Case of first impression, says Judge Haines, because Ramona got a subordination, albeit two years too late. But the caselaw says that remoteness has nothing to do with subordination. See Gordon and Lorna Kaufman, 136 T.C. 13, filed almost a year ago to the day, 4/4/11, and my blogpost “A Joy Forever”, of the same date.

Judge Haines: “Though the subordination regulation is silent as to when a taxpayer must subordinate a preexisting mortgage on donated property, we find that the regulation requires that a subordination agreement be in place at the time of the gift. In order to be eligible for the charitable contribution deduction for 2003, petitioner had to meet all the requirements of section 170(h) and the underlying regulations, including the requirement that the Sheek deed of trust be subordinate to the conservation easement deed of trust. See sec. 1.170A-14(g)(2), Income Tax Regs. Sheek did not subordinate his deed of trust to the conservation easement deed of trust until December 22, 2005. Had petitioner defaulted on the promissory note before that date, Sheek could have instituted foreclosure proceedings and eliminated the conservation easement. The conservation easement was therefore not protected in perpetuity at the time of the gift. As a result, petitioner failed to meet the requirements of section 170(h) and the underlying regulations for 2003.” 138 T.C. 15, at p. 14.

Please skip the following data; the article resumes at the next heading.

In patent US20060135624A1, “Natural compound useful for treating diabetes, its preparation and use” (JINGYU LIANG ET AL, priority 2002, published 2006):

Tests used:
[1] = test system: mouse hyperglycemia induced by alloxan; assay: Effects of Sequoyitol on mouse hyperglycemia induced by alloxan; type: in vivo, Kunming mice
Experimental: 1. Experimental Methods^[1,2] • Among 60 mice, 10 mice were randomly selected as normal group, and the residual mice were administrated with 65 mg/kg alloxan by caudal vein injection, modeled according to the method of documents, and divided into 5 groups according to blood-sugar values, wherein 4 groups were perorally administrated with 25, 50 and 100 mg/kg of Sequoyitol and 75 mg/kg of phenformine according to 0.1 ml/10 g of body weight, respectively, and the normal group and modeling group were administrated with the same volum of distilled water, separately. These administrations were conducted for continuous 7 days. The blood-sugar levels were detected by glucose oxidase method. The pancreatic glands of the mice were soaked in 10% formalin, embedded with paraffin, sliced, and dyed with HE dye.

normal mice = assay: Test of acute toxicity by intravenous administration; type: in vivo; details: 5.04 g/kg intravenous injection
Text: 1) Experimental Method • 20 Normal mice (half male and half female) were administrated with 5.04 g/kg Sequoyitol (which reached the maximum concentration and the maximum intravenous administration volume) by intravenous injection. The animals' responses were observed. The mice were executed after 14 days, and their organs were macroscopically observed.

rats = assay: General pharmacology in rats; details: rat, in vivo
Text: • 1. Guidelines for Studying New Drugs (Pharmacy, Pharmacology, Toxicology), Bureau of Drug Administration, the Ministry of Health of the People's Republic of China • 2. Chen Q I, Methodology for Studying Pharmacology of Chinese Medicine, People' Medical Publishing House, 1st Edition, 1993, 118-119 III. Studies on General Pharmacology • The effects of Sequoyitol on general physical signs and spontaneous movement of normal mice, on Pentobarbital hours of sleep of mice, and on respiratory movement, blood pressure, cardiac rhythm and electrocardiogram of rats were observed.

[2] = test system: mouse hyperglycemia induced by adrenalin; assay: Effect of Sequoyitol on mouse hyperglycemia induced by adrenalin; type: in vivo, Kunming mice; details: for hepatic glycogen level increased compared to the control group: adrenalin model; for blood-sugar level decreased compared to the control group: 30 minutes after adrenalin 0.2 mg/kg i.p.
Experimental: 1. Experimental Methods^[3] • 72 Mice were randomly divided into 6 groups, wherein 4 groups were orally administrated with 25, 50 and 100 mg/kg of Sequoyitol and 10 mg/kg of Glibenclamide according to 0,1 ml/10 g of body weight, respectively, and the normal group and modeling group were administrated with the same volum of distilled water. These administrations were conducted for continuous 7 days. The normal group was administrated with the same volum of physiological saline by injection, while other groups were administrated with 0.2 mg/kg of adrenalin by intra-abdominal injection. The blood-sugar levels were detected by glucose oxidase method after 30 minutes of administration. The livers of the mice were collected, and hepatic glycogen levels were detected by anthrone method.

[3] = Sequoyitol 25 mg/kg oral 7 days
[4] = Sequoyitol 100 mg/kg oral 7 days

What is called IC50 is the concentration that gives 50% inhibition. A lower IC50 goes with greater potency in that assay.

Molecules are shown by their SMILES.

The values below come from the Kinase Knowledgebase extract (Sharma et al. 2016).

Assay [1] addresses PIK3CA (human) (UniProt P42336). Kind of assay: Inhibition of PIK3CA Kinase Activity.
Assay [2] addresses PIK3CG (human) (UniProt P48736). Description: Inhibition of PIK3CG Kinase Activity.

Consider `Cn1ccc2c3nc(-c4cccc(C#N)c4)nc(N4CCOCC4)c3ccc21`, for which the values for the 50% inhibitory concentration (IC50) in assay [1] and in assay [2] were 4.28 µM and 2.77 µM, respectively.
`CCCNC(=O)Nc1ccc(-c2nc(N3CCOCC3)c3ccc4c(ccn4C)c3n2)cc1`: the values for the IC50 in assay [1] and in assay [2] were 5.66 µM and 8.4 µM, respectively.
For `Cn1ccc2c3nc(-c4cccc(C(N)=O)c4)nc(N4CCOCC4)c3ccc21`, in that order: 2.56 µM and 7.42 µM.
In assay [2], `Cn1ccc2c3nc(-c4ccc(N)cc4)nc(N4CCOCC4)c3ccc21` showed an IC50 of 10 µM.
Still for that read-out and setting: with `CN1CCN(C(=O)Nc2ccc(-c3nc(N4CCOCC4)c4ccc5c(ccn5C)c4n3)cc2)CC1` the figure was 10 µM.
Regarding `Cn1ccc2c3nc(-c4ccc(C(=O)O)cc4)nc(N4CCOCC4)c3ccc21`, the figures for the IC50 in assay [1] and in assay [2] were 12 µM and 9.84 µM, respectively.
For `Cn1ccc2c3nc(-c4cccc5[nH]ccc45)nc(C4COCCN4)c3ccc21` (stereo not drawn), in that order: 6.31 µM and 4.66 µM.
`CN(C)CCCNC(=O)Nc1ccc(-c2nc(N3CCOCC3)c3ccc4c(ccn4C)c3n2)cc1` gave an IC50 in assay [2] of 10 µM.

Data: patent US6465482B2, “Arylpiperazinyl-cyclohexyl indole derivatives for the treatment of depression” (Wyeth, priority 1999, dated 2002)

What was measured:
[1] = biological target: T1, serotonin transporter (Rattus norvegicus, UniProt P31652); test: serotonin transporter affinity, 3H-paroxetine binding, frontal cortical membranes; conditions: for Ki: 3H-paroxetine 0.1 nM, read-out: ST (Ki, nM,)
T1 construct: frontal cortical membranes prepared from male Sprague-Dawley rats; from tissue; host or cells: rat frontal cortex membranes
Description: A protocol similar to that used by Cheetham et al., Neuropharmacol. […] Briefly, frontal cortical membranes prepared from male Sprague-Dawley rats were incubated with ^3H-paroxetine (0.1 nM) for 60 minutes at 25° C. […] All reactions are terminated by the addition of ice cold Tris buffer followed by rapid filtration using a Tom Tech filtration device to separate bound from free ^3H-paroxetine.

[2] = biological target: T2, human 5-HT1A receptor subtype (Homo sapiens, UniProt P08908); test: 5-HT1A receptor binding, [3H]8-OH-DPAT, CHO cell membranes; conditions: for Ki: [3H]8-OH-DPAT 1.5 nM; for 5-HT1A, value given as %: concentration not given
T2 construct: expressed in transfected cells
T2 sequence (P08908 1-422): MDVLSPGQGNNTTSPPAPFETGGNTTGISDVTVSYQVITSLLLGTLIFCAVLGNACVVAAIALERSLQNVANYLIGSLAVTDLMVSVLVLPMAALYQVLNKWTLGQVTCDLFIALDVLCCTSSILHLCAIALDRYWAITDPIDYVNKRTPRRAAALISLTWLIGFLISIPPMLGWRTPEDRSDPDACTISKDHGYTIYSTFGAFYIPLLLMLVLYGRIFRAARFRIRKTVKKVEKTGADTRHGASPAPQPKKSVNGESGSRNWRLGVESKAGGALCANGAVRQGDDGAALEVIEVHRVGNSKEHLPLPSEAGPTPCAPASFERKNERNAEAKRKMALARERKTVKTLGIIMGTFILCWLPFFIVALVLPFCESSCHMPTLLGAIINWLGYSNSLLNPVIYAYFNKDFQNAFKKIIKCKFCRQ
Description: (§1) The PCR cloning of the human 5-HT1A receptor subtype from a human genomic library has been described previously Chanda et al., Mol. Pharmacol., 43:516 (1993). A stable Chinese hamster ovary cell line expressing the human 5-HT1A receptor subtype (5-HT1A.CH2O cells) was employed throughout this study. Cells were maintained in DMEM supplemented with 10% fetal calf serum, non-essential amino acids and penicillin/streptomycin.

It doesn’t matter that Ramona had cash on hand so she could have paid Lonesome Charley in full at any time during the two years. Congress said mortgages are never too remote to be negligible.